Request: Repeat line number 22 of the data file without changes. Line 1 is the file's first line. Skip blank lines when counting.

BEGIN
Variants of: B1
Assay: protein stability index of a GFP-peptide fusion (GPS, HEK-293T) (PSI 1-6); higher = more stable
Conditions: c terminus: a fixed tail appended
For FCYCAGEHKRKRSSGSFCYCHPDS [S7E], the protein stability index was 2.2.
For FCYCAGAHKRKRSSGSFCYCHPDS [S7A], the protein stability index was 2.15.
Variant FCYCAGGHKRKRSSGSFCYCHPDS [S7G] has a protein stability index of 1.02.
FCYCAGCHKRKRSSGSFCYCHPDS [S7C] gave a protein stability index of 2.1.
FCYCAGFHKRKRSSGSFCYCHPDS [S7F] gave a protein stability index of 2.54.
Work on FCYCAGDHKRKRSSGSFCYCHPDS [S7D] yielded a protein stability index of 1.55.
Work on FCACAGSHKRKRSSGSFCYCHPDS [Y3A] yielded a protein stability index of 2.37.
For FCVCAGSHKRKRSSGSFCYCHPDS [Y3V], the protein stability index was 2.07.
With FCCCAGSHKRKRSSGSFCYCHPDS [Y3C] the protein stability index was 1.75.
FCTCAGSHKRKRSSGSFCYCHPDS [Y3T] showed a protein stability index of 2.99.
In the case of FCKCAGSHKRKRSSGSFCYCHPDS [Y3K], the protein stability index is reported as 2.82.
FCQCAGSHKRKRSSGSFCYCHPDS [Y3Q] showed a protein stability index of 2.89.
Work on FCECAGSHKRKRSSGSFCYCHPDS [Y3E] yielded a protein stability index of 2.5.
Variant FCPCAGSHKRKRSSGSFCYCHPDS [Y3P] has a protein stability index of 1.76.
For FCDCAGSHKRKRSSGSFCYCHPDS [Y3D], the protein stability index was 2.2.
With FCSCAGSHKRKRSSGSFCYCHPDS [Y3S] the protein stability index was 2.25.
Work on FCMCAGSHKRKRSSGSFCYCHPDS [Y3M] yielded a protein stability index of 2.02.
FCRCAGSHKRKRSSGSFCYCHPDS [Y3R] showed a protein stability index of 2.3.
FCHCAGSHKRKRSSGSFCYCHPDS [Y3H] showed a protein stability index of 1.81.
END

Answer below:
FCHCAGSHKRKRSSGSFCYCHPDS [Y3H] showed a protein stability index of 1.81.